"I actually found THE SINNER one of my most challenging and satisfying books to write, because it was not a simple serial killer book, and I couldn't rely on that automatic internal drumbeat of tension that a stalking/serial killer novel has. Serial killers are actually easy villains to create and I always feel like I'm taking the easy way out when I do one of those. But taking an overseas corporate horror and turning it into a homicide case in Boston was a lot harder"
Well, if it was a lot harder, it shows. The corporate horror she refers to is, I suppose, at the core of the plot here but it really hardly ever shows its face. I am actually intrigued by corporate crime, fraud or corruption so if anything I would have welcomed it with open arms had I known this in advance. But while there are some gruesome murders early on, followed by the always excellent forensic and medical analysis, in truth the meat and bones of this story is represented by the continuing dilemmas in the private life of Detective Rizzoli, alongside those of her associate in the morgue Dr Maura Isles.Read more ›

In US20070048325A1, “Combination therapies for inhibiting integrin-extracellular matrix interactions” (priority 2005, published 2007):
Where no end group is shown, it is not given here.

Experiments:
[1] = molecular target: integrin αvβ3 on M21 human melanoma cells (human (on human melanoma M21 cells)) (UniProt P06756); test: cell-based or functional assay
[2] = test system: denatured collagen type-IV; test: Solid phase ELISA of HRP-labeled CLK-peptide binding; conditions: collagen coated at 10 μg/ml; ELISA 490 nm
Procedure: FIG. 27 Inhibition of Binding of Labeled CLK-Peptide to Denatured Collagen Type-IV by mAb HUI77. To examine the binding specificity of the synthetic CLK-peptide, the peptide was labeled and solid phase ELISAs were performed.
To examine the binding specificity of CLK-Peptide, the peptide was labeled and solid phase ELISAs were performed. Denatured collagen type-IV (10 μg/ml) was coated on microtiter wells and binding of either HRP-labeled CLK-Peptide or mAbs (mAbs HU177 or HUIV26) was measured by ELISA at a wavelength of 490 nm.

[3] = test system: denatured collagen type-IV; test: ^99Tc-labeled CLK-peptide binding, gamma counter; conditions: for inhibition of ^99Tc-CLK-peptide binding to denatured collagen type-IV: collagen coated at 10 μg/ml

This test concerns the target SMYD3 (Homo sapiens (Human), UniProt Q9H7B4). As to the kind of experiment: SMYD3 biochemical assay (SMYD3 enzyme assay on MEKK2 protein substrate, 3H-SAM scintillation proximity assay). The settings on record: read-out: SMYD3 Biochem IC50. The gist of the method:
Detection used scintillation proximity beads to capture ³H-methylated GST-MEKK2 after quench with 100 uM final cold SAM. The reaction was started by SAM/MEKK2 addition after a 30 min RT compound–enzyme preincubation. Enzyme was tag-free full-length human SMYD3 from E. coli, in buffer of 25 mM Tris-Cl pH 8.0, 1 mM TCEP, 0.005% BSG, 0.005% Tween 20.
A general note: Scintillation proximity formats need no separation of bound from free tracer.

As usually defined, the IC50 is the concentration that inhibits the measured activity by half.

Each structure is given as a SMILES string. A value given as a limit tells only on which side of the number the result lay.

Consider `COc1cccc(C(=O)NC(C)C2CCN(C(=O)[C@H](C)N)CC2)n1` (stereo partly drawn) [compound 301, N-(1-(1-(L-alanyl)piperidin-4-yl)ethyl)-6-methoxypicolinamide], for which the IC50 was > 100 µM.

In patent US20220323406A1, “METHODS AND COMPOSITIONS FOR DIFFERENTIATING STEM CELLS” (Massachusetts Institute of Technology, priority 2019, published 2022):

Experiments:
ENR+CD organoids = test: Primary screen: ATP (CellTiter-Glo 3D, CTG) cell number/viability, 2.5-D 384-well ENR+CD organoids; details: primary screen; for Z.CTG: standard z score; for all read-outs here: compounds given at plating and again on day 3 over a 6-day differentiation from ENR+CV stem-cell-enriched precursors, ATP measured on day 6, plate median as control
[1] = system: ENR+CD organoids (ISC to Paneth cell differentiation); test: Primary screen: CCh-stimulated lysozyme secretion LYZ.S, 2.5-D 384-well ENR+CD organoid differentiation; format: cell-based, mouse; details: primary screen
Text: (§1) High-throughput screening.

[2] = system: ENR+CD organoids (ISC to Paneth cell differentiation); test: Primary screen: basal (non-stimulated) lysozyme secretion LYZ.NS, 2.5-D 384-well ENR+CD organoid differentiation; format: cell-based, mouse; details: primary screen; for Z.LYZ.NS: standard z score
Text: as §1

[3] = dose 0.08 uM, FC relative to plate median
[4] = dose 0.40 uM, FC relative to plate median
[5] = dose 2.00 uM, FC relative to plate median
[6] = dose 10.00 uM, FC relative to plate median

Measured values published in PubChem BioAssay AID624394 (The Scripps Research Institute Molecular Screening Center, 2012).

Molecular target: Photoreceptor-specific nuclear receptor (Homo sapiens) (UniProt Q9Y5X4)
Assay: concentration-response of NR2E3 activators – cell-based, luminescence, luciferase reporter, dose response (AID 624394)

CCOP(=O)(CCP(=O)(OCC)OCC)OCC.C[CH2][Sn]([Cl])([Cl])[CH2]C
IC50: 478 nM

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The Sinner is a decent medical thriller which I enjoyed, although not as much as the past two books by the author, The Surgeon and The Apprentice. The strength for me was the plot which had me guessing and the style of writing which was lyrical and descriptive. The characters Jane Rizzoli (a detective) and Dr.Maura Isles (a forensic examiner) were interesting but it seemed strange that they both were successful professionally and yet hopeless with men and relationships in general. The book was written in a way that made it seem as though only cold, extremely tough and blunt women can succeed in a professional arena. In the Surgeon I liked reading about a controversial, edgy female (Jane Rizzoli) and that still stands. However, I found some of Rizzoli's needless rudeness and nastiness towards anyone who shows her concern to be wearying this time around because it was so unnecessary in many cases and she came across as petty rather than angry about sexism in the police force. I also found the dealing of the Catholic Church to be very heavy handed and biased. All the nuns were described many times as old and detached - not a single one of them was given any personality, depth or kindness. The only young nun was written about in an equally negative way. Secondly, both Maura and Jane were lapsed Catholics and were highly cynical about religion of any kind. Of course, this is fine, but there was simply no balance to the book as no religious characters were allowed to speak. In the end I found the constant sniping about faith and belief to be jarring. Overall the Sinner is a competent thriller and the medical details were excellent. There were surprises and shocks along the way and the characters were believable if not always likeable.